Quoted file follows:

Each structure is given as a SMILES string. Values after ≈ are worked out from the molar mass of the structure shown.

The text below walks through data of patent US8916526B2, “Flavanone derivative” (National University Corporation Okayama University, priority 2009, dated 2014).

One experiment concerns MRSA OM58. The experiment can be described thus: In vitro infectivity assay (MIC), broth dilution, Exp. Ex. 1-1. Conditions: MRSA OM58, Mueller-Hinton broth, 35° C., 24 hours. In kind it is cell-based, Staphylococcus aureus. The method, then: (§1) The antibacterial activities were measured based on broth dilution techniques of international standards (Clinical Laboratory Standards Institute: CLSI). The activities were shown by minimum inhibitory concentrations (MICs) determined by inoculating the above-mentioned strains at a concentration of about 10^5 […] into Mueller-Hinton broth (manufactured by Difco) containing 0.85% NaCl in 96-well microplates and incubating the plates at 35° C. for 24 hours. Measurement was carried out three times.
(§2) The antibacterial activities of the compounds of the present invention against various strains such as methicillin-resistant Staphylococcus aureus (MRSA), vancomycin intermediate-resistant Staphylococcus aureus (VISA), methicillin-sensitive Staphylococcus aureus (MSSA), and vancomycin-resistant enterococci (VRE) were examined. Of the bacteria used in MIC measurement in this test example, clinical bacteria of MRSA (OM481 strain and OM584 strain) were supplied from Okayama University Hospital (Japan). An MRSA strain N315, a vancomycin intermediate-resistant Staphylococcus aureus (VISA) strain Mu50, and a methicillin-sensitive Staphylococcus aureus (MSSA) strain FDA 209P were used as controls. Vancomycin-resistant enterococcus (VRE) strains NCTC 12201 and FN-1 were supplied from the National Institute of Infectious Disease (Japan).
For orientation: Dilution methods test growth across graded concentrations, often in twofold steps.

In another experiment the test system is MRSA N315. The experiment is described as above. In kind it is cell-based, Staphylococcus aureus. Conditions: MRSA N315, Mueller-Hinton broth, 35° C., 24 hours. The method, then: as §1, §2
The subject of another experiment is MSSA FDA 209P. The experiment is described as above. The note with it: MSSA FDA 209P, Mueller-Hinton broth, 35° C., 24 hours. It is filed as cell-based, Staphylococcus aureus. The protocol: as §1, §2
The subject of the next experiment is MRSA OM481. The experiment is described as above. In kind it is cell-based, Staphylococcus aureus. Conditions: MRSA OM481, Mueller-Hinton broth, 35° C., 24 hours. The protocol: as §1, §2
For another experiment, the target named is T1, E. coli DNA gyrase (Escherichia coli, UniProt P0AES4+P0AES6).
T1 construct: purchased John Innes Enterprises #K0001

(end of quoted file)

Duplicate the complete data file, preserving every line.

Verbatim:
Each structure is given as a SMILES string. Values after ≈ are worked out from the molar mass of the structure shown.

The text below walks through data of patent US8916526B2, “Flavanone derivative” (National University Corporation Okayama University, priority 2009, dated 2014).

One experiment concerns MRSA OM58. The experiment can be described thus: In vitro infectivity assay (MIC), broth dilution, Exp. Ex. 1-1. Conditions: MRSA OM58, Mueller-Hinton broth, 35° C., 24 hours. In kind it is cell-based, Staphylococcus aureus. The method, then: (§1) The antibacterial activities were measured based on broth dilution techniques of international standards (Clinical Laboratory Standards Institute: CLSI). The activities were shown by minimum inhibitory concentrations (MICs) determined by inoculating the above-mentioned strains at a concentration of about 10^5 […] into Mueller-Hinton broth (manufactured by Difco) containing 0.85% NaCl in 96-well microplates and incubating the plates at 35° C. for 24 hours. Measurement was carried out three times.
(§2) The antibacterial activities of the compounds of the present invention against various strains such as methicillin-resistant Staphylococcus aureus (MRSA), vancomycin intermediate-resistant Staphylococcus aureus (VISA), methicillin-sensitive Staphylococcus aureus (MSSA), and vancomycin-resistant enterococci (VRE) were examined. Of the bacteria used in MIC measurement in this test example, clinical bacteria of MRSA (OM481 strain and OM584 strain) were supplied from Okayama University Hospital (Japan). An MRSA strain N315, a vancomycin intermediate-resistant Staphylococcus aureus (VISA) strain Mu50, and a methicillin-sensitive Staphylococcus aureus (MSSA) strain FDA 209P were used as controls. Vancomycin-resistant enterococcus (VRE) strains NCTC 12201 and FN-1 were supplied from the National Institute of Infectious Disease (Japan).
For orientation: Dilution methods test growth across graded concentrations, often in twofold steps.

In another experiment the test system is MRSA N315. The experiment is described as above. In kind it is cell-based, Staphylococcus aureus. Conditions: MRSA N315, Mueller-Hinton broth, 35° C., 24 hours. The method, then: as §1, §2
The subject of another experiment is MSSA FDA 209P. The experiment is described as above. The note with it: MSSA FDA 209P, Mueller-Hinton broth, 35° C., 24 hours. It is filed as cell-based, Staphylococcus aureus. The protocol: as §1, §2
The subject of the next experiment is MRSA OM481. The experiment is described as above. In kind it is cell-based, Staphylococcus aureus. Conditions: MRSA OM481, Mueller-Hinton broth, 35° C., 24 hours. The protocol: as §1, §2
For another experiment, the target named is T1, E. coli DNA gyrase (Escherichia coli, UniProt P0AES4+P0AES6).
T1 construct: purchased John Innes Enterprises #K0001